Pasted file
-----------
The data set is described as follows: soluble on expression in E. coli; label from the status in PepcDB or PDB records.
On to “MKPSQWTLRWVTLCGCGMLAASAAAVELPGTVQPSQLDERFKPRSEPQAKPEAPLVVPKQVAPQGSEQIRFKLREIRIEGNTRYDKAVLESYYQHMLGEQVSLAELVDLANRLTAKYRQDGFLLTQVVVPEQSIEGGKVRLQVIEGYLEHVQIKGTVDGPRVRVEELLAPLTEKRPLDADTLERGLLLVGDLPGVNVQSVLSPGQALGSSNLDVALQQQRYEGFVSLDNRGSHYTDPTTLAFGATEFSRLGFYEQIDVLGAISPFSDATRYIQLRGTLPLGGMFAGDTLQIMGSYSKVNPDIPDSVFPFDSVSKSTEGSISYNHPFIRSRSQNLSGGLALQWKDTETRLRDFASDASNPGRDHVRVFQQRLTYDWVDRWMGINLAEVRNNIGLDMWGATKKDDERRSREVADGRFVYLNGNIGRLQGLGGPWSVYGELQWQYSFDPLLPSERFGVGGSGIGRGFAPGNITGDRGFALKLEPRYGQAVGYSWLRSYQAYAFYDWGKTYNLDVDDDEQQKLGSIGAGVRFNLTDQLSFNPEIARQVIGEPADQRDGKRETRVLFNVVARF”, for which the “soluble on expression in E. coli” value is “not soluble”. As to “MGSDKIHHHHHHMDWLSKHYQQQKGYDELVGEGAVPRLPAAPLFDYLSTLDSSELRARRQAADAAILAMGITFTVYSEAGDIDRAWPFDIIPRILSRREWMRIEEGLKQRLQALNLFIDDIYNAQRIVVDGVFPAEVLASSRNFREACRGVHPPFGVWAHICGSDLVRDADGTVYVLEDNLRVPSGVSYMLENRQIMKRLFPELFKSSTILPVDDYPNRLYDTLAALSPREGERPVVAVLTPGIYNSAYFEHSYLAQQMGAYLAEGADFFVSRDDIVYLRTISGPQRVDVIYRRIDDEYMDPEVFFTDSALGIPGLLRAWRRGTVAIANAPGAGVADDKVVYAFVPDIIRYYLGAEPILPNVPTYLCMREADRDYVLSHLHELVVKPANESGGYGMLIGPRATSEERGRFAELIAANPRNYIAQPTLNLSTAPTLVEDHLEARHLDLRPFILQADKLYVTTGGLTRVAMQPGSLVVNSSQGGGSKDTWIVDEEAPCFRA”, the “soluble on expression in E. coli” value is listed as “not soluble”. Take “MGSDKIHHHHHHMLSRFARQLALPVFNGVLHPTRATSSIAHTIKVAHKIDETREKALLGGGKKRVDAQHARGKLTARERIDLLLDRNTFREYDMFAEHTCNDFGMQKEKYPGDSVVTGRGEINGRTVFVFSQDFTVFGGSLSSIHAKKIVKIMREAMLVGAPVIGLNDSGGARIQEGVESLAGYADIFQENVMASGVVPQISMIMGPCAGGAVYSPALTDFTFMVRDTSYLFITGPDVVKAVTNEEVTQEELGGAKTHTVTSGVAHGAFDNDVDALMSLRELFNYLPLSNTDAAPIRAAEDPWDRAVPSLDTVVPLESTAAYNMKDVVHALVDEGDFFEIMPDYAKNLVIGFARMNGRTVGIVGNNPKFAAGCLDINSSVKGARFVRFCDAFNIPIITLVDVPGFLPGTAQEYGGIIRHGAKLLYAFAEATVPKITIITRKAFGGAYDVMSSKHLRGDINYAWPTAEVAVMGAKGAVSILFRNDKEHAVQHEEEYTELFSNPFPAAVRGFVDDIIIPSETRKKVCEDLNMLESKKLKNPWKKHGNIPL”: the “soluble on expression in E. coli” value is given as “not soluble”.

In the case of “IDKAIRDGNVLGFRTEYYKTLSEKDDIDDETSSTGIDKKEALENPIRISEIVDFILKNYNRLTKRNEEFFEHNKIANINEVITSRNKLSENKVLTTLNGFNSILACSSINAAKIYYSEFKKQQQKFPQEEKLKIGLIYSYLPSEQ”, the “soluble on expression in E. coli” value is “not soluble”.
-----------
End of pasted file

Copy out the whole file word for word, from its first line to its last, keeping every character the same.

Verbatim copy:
The data set is described as follows: soluble on expression in E. coli; label from the status in PepcDB or PDB records.
On to “MKPSQWTLRWVTLCGCGMLAASAAAVELPGTVQPSQLDERFKPRSEPQAKPEAPLVVPKQVAPQGSEQIRFKLREIRIEGNTRYDKAVLESYYQHMLGEQVSLAELVDLANRLTAKYRQDGFLLTQVVVPEQSIEGGKVRLQVIEGYLEHVQIKGTVDGPRVRVEELLAPLTEKRPLDADTLERGLLLVGDLPGVNVQSVLSPGQALGSSNLDVALQQQRYEGFVSLDNRGSHYTDPTTLAFGATEFSRLGFYEQIDVLGAISPFSDATRYIQLRGTLPLGGMFAGDTLQIMGSYSKVNPDIPDSVFPFDSVSKSTEGSISYNHPFIRSRSQNLSGGLALQWKDTETRLRDFASDASNPGRDHVRVFQQRLTYDWVDRWMGINLAEVRNNIGLDMWGATKKDDERRSREVADGRFVYLNGNIGRLQGLGGPWSVYGELQWQYSFDPLLPSERFGVGGSGIGRGFAPGNITGDRGFALKLEPRYGQAVGYSWLRSYQAYAFYDWGKTYNLDVDDDEQQKLGSIGAGVRFNLTDQLSFNPEIARQVIGEPADQRDGKRETRVLFNVVARF”, for which the “soluble on expression in E. coli” value is “not soluble”. As to “MGSDKIHHHHHHMDWLSKHYQQQKGYDELVGEGAVPRLPAAPLFDYLSTLDSSELRARRQAADAAILAMGITFTVYSEAGDIDRAWPFDIIPRILSRREWMRIEEGLKQRLQALNLFIDDIYNAQRIVVDGVFPAEVLASSRNFREACRGVHPPFGVWAHICGSDLVRDADGTVYVLEDNLRVPSGVSYMLENRQIMKRLFPELFKSSTILPVDDYPNRLYDTLAALSPREGERPVVAVLTPGIYNSAYFEHSYLAQQMGAYLAEGADFFVSRDDIVYLRTISGPQRVDVIYRRIDDEYMDPEVFFTDSALGIPGLLRAWRRGTVAIANAPGAGVADDKVVYAFVPDIIRYYLGAEPILPNVPTYLCMREADRDYVLSHLHELVVKPANESGGYGMLIGPRATSEERGRFAELIAANPRNYIAQPTLNLSTAPTLVEDHLEARHLDLRPFILQADKLYVTTGGLTRVAMQPGSLVVNSSQGGGSKDTWIVDEEAPCFRA”, the “soluble on expression in E. coli” value is listed as “not soluble”. Take “MGSDKIHHHHHHMLSRFARQLALPVFNGVLHPTRATSSIAHTIKVAHKIDETREKALLGGGKKRVDAQHARGKLTARERIDLLLDRNTFREYDMFAEHTCNDFGMQKEKYPGDSVVTGRGEINGRTVFVFSQDFTVFGGSLSSIHAKKIVKIMREAMLVGAPVIGLNDSGGARIQEGVESLAGYADIFQENVMASGVVPQISMIMGPCAGGAVYSPALTDFTFMVRDTSYLFITGPDVVKAVTNEEVTQEELGGAKTHTVTSGVAHGAFDNDVDALMSLRELFNYLPLSNTDAAPIRAAEDPWDRAVPSLDTVVPLESTAAYNMKDVVHALVDEGDFFEIMPDYAKNLVIGFARMNGRTVGIVGNNPKFAAGCLDINSSVKGARFVRFCDAFNIPIITLVDVPGFLPGTAQEYGGIIRHGAKLLYAFAEATVPKITIITRKAFGGAYDVMSSKHLRGDINYAWPTAEVAVMGAKGAVSILFRNDKEHAVQHEEEYTELFSNPFPAAVRGFVDDIIIPSETRKKVCEDLNMLESKKLKNPWKKHGNIPL”: the “soluble on expression in E. coli” value is given as “not soluble”.

In the case of “IDKAIRDGNVLGFRTEYYKTLSEKDDIDDETSSTGIDKKEALENPIRISEIVDFILKNYNRLTKRNEEFFEHNKIANINEVITSRNKLSENKVLTTLNGFNSILACSSINAAKIYYSEFKKQQQKFPQEEKLKIGLIYSYLPSEQ”, the “soluble on expression in E. coli” value is “not soluble”.